This court accordingly proceeded to hear the matter.  The first issue is answered in the negative.



Breach of Contract:


The issue to determine is whether the Defendant breached the contract.


To prove this issue, the Plaintiff relied upon the evidence of PW1 whose witness statement was admitted as the evidence in chief.  The evidence is well set out in the facts of the case.


It was then submitted for the Plaintiff that, the Defendant breached the contract when it refused and or neglected to deposit US Dollars $589,410 into the Escrow Account and to distribute the net profit in the agreed proportions.


Further that it was also breach of contract when the Defendant made two direct orders of 644 and 2352 metric tons of cement from Lucky Cement Pakistan, worth $242,302, contrary to the parties agreement.


Relying on the case of Nile Bank Ltd vs. Thomas Katto HC MA 1190/99 from HCCS 685/99, Counsel asserted that, the blanket denial by the Defendant does not exonerate it from liability of breach of contract.


As pointed out by Counsel for the Plaintiff, decided cases have laid down the principle that “breach of contract occurs when one or both parties fail to fulfill the obligations imposed by the terms of the contract”.  – Refer to the case of United Building Services Ltd vs. Yafesi Muzira t/a Quick Set Builders & Co. HCCS 154/2005.


It is not disputed that there was a contract between the parties.  This can be discerned from their pleadings and from the memorandum of understanding and the supply and service agreement- Annextures “A”, “B” and “C” respectively.


The first agreement – Annexture “A” was between the Defendant and BCEG (Rwanda).  The Plaintiff not having been a party to the said agreement, the Defendant cannot be found to have breached the same as against the Plaintiff.


Both the Plaintiff and the Defendants were parties to the second agreement – Annexture “B” and the third agreement – Annexture “C”.


In the second agreement, Annexture “B”, there was a second party INVESPRO HOLDINGS LTD.  While the Defendant was the first party and the Plaintiff was the third party thereto.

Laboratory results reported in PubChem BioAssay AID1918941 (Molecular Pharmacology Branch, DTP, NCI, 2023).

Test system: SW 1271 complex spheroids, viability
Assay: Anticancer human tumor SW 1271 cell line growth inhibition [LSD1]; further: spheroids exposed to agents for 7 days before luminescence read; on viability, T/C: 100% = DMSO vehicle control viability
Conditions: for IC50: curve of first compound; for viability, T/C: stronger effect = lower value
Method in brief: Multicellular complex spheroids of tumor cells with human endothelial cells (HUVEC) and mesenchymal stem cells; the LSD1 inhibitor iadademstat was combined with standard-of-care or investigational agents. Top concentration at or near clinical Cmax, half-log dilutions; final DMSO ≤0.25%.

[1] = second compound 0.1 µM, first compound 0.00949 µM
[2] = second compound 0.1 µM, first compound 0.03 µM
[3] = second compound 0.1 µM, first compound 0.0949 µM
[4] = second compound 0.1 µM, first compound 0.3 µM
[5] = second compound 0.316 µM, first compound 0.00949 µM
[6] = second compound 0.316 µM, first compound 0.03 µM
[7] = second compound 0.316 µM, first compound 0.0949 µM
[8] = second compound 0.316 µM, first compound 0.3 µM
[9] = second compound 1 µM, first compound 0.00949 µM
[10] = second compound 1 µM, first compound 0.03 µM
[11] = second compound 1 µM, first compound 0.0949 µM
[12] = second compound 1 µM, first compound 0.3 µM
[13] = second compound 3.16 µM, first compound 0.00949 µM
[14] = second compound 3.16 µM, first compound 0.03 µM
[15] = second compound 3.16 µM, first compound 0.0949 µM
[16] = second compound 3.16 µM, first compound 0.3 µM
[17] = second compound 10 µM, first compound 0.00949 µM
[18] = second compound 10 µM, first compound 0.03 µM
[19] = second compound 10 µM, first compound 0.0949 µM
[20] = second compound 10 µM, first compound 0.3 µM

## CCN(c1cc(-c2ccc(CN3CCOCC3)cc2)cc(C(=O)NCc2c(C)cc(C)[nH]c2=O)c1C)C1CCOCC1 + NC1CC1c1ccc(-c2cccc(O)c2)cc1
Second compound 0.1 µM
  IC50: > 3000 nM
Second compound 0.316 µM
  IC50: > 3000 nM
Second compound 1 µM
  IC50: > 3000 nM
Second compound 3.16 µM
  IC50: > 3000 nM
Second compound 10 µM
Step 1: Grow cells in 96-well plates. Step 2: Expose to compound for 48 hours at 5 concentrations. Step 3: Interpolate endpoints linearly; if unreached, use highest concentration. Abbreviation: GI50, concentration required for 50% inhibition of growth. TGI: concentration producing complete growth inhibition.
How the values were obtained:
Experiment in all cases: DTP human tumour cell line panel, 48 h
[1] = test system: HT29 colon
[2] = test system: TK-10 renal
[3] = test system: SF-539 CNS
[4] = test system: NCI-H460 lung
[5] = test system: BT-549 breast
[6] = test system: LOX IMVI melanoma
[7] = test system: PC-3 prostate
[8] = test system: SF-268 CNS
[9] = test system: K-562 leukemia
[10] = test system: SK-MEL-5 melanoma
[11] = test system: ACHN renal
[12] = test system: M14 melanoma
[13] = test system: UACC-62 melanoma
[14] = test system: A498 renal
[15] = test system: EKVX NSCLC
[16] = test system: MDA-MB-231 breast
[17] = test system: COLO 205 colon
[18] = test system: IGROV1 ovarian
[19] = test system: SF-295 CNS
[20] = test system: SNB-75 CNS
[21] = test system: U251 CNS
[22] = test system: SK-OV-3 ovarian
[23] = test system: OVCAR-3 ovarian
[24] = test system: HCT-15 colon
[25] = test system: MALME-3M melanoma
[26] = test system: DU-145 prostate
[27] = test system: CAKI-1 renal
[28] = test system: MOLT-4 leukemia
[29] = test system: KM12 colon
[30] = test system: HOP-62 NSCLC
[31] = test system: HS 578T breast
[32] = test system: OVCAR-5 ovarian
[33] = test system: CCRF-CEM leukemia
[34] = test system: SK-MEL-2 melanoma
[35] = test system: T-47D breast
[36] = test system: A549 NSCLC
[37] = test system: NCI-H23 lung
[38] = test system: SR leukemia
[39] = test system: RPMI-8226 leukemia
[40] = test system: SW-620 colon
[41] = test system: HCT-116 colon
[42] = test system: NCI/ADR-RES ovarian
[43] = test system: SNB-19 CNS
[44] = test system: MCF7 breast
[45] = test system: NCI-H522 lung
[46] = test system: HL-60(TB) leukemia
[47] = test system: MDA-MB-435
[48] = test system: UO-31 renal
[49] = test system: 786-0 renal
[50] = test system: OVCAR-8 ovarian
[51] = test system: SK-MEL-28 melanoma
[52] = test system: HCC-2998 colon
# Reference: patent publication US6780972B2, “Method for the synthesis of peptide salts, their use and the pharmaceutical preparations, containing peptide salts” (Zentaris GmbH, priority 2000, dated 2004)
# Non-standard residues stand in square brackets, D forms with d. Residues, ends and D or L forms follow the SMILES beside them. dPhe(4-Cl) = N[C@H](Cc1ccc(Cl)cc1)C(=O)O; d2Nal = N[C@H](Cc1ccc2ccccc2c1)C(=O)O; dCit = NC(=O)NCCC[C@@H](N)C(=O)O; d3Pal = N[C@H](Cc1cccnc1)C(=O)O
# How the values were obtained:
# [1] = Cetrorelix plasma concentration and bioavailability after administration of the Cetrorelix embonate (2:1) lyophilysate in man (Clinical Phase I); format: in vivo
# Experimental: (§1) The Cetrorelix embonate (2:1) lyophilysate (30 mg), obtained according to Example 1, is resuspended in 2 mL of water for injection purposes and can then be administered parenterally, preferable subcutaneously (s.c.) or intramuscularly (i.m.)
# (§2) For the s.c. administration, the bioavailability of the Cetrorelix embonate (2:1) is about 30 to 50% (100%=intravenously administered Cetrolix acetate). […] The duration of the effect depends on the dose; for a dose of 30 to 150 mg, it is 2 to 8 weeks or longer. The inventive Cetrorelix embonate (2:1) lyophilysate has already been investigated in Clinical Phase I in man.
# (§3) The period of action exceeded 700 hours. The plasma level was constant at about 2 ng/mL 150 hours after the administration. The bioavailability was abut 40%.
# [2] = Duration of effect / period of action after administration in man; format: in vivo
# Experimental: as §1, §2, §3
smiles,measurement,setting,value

Parties to the agreement were defined to mean the first, second and third party collectively.


Under Clause 2 of the said agreement, it was agreed that the second and third parties would arrange finance and logistics for the supply of 2000 metric tons of cement per month, to BCEG (Rwanda) for a period of 36 months at the rate of US Dollars $285 per metric ton CIP Kigali, Rwanda- Annexture K1


The parties also agreed to assign certain rights under Annexture K1 with BCEG (Rwanda) in the following terms:-


  1. The parties were to ensure that their Bankers secure an express written undertaking from BCEG to deposit all net proceeds from the contract into an ESCROW Account.


  1. The ESCROW Account was to be opened and operated with a reputable financial institution to be mutually agreed upon by the parties.


  1. The net proceeds from the contract with BCEG were to be apportioned as follows:-
    1. 50% was payable to the first part.
    2. 20% to the second party Investpro Holdings Ltd , and
    3. 30% to the third party- (Plaintiff).


The sharing in the said proportions was to be done after deductions of expenses and other charges of what had remained on the Escrow account.


Secondly, the Defendant was to order for cement through the services of the Plaintiff only.  In October, 2008, the Plaintiff ordered for 2000 metric tons of cement from H.Y International, Karachni, Pakistan and paid $154,000.  The cement was to be cleared through the port of Dar es Salaam, Tanzania, for transportation to Kigali, Rwanda.  The Plaintiff also paid for other fees and the supply was made to BCEG, (Rwanda) in December, 2008.  Only 1988 metric tons of cement were supplied due to supplying concerns.


It was the Plaintiff’s assertion that BCEG duly paid the Defendant $589,410 for the first delivery – Annexture “D”, but that the Defendant refused and or neglected to deposit the said money on the escrow account, thereby depriving the Plaintiff of its share of the profits.